Judge rules police did not have a duty to protect students in Parkland shooting

A memorial in Parkland, Florida.
(Image credit: Mark Wilson/Getty Images)

A federal judge has ruled neither the Broward County Sheriff's Office nor the local school district had a constitutional duty to protect students during the mass shooting at Marjory Stoneman Douglas High School in Parkland, Florida, this past February.

U.S. District Judge Beth Bloom dismissed a suit brought by 15 students against the school district, the sheriff's office, school deputy Scot Peterson, and campus monitor Andrew Medina. Bloom held that because the students were not in custody — prison, for example — state agencies have no legal obligation to protect them.

"The claim arises from the actions of [shooter Nikolas] Cruz, a third party, and not a state actor," Bloom wrote in her ruling. "Thus, the critical question the Court analyzes is whether defendants had a constitutional duty to protect plaintiffs from the actions of Cruz," she said, concluding that "for such a duty to exist on the part of defendants, plaintiffs would have to be considered to be in custody."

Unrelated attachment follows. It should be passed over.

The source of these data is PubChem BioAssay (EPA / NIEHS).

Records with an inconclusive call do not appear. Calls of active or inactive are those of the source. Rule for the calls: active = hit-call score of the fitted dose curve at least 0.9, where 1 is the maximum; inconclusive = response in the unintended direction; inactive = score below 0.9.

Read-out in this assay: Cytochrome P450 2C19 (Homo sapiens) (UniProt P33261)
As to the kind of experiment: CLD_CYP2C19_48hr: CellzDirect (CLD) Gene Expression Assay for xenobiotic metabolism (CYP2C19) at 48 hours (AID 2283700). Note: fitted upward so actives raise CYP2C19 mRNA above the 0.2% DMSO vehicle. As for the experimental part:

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Bloom's ruling is in line with the Supreme Court's 7-2 decision in Town of Castle Rock v. Gonzales (2005), which held police do not have a constitutional duty to protect people from harm. In that case, SCOTUS determined the obligation does not exist even when police have been repeatedly notified of violation of a restraining order which is supposed to trigger a mandatory arrest.

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